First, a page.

Directed by Pawel Pawlikowski
Revolving around an identity crisis that also occasions a crisis of faith, this black-and-white drama is, at 80 minutes, a fleet yet entirely lucid meditation on the weight of history, both familial and national. Ida is also a period piece, shot in the compact Academy ratio: it takes place in 1960s Poland, where, behind the Party line of progress, the trauma of the German occupation still looms large. The film opens in a remote part of the country, with glimpses of a cloistered convent day-to-day, but in short order moves into the wider world. The resident mother superior urges Anna (Agata Trzebuchowska, wonderfully subtle in her first role), orphaned as an infant, to make the trip to meet her one known relative, an aunt named Wanda (Agata Kulesza), a former state prosecutor who lives in her own form of isolation, drinking in her city apartment with the phonograph on.
Upon meeting, Wanda rather flippantly apprises her niece of her family’s turbulent recent past: Sister Anna is in fact Ida Lebenstein, her Jewish kin killed under mysterious circumstances during the course of the war. The young woman, soon to take her vows, does no handwringing; rather, she processes the unsettling news quietly. Pawlikowski and cowriter Rebecca Lenkiewicz instead place their focus on the deepening bond between the devout Ida and the disillusioned Wanda, following them as they try to find out just what happened to Ida’s mother and brother so that they might find their bodies and properly lay them to rest.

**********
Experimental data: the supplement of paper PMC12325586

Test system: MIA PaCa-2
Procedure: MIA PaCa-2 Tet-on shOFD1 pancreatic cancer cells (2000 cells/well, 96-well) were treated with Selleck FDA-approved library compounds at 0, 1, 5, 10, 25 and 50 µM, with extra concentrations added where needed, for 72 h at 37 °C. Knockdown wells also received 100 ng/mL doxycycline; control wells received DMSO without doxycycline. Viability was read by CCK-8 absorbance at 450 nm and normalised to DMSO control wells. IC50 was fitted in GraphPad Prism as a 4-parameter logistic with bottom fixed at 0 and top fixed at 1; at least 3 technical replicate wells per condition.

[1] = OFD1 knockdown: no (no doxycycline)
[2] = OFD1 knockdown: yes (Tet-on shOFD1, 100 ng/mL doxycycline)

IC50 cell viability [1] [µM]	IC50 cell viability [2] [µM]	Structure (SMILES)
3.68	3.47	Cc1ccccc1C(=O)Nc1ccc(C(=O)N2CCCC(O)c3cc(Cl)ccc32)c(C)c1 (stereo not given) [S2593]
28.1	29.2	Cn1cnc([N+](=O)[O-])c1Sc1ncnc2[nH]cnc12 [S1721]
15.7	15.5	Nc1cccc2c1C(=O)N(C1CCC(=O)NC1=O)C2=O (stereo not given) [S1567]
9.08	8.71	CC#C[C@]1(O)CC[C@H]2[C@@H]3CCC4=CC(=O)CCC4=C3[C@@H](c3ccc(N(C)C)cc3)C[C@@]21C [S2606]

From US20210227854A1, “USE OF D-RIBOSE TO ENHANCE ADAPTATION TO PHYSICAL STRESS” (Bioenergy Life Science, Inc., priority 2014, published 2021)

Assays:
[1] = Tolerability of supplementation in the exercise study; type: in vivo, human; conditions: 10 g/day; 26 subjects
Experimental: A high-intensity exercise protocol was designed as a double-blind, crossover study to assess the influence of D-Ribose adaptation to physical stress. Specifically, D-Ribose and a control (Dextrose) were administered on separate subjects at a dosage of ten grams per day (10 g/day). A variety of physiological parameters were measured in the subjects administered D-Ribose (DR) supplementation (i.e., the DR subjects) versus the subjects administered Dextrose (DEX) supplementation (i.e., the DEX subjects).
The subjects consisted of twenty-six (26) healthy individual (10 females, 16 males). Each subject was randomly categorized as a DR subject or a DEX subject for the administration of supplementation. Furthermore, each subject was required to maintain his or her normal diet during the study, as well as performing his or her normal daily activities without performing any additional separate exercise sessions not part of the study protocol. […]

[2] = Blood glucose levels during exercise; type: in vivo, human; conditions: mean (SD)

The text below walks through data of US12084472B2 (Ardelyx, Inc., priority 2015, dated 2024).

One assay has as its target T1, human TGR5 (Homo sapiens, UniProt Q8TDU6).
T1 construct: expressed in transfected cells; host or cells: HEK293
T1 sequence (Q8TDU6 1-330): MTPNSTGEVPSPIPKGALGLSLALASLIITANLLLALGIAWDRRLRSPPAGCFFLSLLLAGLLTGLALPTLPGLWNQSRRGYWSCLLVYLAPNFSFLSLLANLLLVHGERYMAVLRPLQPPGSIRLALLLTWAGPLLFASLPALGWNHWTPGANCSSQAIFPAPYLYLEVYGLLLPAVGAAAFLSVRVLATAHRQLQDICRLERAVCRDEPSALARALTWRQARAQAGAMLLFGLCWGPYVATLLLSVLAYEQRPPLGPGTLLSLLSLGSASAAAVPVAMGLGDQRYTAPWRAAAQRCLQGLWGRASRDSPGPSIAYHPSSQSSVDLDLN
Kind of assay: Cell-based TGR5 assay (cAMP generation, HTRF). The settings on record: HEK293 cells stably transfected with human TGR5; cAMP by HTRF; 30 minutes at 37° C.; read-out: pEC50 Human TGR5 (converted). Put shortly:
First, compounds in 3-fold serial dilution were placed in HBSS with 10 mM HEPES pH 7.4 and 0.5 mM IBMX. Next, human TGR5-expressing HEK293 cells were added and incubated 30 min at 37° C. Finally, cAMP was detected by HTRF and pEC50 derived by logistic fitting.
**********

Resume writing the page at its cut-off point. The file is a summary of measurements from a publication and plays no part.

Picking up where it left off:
This film is the UK-based director’s fourth feature but his first set in his native country, and the sense of place is impeccable: a band swoons through translated covers of Western pop hits in the lobby of a hotel in the sticks; in many of the movie’s striking compositions, the characters are weighted toward the very bottom of the frame, so that we get well acquainted with the textures of the bare walls of the rooms that they occupy. The prevailing sense is of a world sadly out of balance—here, family members meet as strangers, while the past continues to upend the present.
Opens May 2 at Film Forum and Lincoln Plaza